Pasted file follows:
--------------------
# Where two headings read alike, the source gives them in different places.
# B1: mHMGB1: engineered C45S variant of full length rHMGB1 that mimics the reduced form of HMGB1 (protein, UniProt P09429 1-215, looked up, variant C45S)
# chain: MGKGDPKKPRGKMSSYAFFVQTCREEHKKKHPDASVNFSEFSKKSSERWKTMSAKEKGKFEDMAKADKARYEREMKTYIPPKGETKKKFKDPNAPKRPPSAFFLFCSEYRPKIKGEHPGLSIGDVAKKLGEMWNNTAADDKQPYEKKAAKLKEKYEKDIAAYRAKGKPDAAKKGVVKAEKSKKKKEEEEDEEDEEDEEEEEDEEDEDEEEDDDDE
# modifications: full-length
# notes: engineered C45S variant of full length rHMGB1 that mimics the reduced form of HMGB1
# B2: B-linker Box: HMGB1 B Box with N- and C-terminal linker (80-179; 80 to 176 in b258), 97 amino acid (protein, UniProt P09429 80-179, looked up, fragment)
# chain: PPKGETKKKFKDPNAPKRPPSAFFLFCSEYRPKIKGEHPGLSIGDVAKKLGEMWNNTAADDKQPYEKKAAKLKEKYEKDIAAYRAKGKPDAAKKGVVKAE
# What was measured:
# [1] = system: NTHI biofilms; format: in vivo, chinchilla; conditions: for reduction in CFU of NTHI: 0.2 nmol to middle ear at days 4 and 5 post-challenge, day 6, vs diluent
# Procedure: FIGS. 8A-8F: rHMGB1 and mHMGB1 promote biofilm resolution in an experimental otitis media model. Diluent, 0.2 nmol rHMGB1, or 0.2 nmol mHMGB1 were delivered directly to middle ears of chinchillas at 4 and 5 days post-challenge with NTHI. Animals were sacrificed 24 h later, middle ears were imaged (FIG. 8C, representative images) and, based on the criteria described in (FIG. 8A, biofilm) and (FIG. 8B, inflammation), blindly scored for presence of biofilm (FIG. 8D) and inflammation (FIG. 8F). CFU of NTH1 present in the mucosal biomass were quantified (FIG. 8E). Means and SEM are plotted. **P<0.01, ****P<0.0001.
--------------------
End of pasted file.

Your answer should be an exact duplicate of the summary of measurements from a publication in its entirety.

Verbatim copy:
# Where two headings read alike, the source gives them in different places.
# B1: mHMGB1: engineered C45S variant of full length rHMGB1 that mimics the reduced form of HMGB1 (protein, UniProt P09429 1-215, looked up, variant C45S)
# chain: MGKGDPKKPRGKMSSYAFFVQTCREEHKKKHPDASVNFSEFSKKSSERWKTMSAKEKGKFEDMAKADKARYEREMKTYIPPKGETKKKFKDPNAPKRPPSAFFLFCSEYRPKIKGEHPGLSIGDVAKKLGEMWNNTAADDKQPYEKKAAKLKEKYEKDIAAYRAKGKPDAAKKGVVKAEKSKKKKEEEEDEEDEEDEEEEEDEEDEDEEEDDDDE
# modifications: full-length
# notes: engineered C45S variant of full length rHMGB1 that mimics the reduced form of HMGB1
# B2: B-linker Box: HMGB1 B Box with N- and C-terminal linker (80-179; 80 to 176 in b258), 97 amino acid (protein, UniProt P09429 80-179, looked up, fragment)
# chain: PPKGETKKKFKDPNAPKRPPSAFFLFCSEYRPKIKGEHPGLSIGDVAKKLGEMWNNTAADDKQPYEKKAAKLKEKYEKDIAAYRAKGKPDAAKKGVVKAE
# What was measured:
# [1] = system: NTHI biofilms; format: in vivo, chinchilla; conditions: for reduction in CFU of NTHI: 0.2 nmol to middle ear at days 4 and 5 post-challenge, day 6, vs diluent
# Procedure: FIGS. 8A-8F: rHMGB1 and mHMGB1 promote biofilm resolution in an experimental otitis media model. Diluent, 0.2 nmol rHMGB1, or 0.2 nmol mHMGB1 were delivered directly to middle ears of chinchillas at 4 and 5 days post-challenge with NTHI. Animals were sacrificed 24 h later, middle ears were imaged (FIG. 8C, representative images) and, based on the criteria described in (FIG. 8A, biofilm) and (FIG. 8B, inflammation), blindly scored for presence of biofilm (FIG. 8D) and inflammation (FIG. 8F). CFU of NTH1 present in the mucosal biomass were quantified (FIG. 8E). Means and SEM are plotted. **P<0.01, ****P<0.0001.